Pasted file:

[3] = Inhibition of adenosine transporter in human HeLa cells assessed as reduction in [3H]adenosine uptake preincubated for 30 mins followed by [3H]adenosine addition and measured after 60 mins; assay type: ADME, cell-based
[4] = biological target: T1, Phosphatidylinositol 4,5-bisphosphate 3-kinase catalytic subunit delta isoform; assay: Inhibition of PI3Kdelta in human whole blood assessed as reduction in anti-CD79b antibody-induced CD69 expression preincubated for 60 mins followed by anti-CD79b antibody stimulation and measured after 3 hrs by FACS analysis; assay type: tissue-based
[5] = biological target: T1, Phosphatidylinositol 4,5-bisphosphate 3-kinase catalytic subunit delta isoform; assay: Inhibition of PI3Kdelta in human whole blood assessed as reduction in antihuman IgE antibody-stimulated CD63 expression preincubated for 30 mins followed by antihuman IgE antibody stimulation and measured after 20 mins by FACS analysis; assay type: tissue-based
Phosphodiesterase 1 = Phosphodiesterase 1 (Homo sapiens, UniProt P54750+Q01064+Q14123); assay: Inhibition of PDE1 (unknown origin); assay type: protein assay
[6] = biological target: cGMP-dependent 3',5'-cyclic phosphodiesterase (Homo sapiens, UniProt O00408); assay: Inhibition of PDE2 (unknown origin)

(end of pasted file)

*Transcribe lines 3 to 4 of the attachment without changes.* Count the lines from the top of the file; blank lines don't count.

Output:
[5] = biological target: T1, Phosphatidylinositol 4,5-bisphosphate 3-kinase catalytic subunit delta isoform; assay: Inhibition of PI3Kdelta in human whole blood assessed as reduction in antihuman IgE antibody-stimulated CD63 expression preincubated for 30 mins followed by antihuman IgE antibody stimulation and measured after 20 mins by FACS analysis; assay type: tissue-based
Phosphodiesterase 1 = Phosphodiesterase 1 (Homo sapiens, UniProt P54750+Q01064+Q14123); assay: Inhibition of PDE1 (unknown origin); assay type: protein assay